In my view, you are best served by correcting this problem asap and not to be looking to find convoluted workarounds & placing responsibilities onto the tenant.

If I was a tenant, I might consider asking for a reduction in rent for the restriciton that this window problem is posing.

TenantsLuvMe
29-07-2008, 14:51 PM
as the window is really too heavy for its frame and the hinges have already been strained

I think you will find such statements to be a real problem.

As the owner and LL of the property, in my view the responsibility is on you to attend to such matters, even though you may not have been aware of the problem when you bought the property.

Ruth Less
29-07-2008, 22:04 PM
Please always use the ‘tilt’ method except in the event of emergency, as the window is really too heavy for its frame and the hinges have already been strained making it difficult to close in “turn” mode.

This just sounds like a request with the reason being that the “turn” mode is difficult to close. It is not a specific instruction to the tenant and it does not spell out the consequences. It reads like the concern is that the tenant may not be strong enough to use the window rather than damage that will be caused. It should say the tenant must not use the window in “turn” mode as that damages the window.

TenantsLuvMe
29-07-2008, 23:51 PM
This just sounds like a request with the reason being that the “turn” mode is difficult to close. It is not a specific instruction to the tenant and it does not spell out the consequences. It reads like the concern is that the tenant may not be strong enough to use the window rather than damage that will be caused. It should say the tenant must not use the window in “turn” mode as that damages the window.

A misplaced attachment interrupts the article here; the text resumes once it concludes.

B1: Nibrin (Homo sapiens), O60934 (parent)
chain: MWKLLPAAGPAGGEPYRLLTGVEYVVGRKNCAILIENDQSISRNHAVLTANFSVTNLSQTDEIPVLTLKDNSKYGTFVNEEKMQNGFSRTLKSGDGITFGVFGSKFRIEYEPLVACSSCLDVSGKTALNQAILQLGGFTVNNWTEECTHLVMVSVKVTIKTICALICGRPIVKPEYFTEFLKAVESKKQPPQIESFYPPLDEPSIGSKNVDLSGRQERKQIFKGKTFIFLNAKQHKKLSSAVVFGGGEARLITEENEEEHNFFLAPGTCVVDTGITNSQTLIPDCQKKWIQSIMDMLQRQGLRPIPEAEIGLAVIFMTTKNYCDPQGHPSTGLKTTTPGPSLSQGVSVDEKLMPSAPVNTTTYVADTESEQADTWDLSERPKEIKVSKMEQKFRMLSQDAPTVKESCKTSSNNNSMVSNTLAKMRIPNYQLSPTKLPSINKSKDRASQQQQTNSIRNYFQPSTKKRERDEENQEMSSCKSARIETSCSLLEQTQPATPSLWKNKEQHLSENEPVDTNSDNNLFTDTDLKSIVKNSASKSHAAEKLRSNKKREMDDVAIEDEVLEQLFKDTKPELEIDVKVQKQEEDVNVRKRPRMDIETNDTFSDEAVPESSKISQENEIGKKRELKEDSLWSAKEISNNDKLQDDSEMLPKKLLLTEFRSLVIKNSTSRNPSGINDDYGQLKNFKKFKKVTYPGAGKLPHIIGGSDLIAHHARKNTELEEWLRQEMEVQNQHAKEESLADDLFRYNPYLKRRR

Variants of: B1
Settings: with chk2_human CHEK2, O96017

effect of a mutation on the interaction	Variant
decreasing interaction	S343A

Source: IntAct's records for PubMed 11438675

This still doesn't get away from the plain & simple reality that the window is the LL's responsibility to deal with and not for the tenant's enjoyment to be restricted by its shortcomings.

Mars Mug
30-07-2008, 08:42 AM
Please always use the ‘tilt’ method except in the event of emergency, as the window is really too heavy for its frame and the hinges have already been strained making it difficult to close in “turn” mode.

This just sounds like a request with the reason being that the “turn” mode is difficult to close. It is not a specific instruction to the tenant and it does not spell out the consequences. It reads like the concern is that the tenant may not be strong enough to use the window rather than damage that will be caused. It should say the tenant must not use the window in “turn” mode as that damages the window.

I agree, it doesn't clearly indicate any liability or consequences and to be fair to Mr Lobster he did say that himself above.

I wonder if the tenant has perhaps opened the window and decided for themselves that the mechanism is strong enough.

One more point. If the window did crash to the floor and break and the tenant agreed to pay for a replacement, would the replacement be like for like with the same flaws, or would it be replaced with something more suitable. If the latter then as a tenant I would be pretty peeved to see that I had been charged to essentially sort out someone else’s poor decisions.

TenantsLuvMe
30-07-2008, 10:50 AM
If the window did crash to the floor and break and the tenant agreed to pay for a replacement, would the replacement be like for like with the same flaws

...errrmmm, I am pretty sure that a property owner would not seek to have a new window fitted that came with flaws, same ones or new ones.

Mars Mug
30-07-2008, 11:04 AM
I didn’t think the window itself was flawed, just that it is was somehow unsuited to the way it’s being used? The type of mechanism described is usually a built in feature of the actual window, so I’m surprised that there could be a problem with weight, unlike the typical slide mechanisms that are added to a double glazed unit which could be overloaded by a window which is too heavy for the mechanism.

But from the tenant’s perspective I would not be happy to see a flawed unit break, me forced to pay for a replacement, and the situation being used to replace with a more suitable unit. I would certainly feel that I had been taken advantage of.

TenantsLuvMe
30-07-2008, 14:53 PM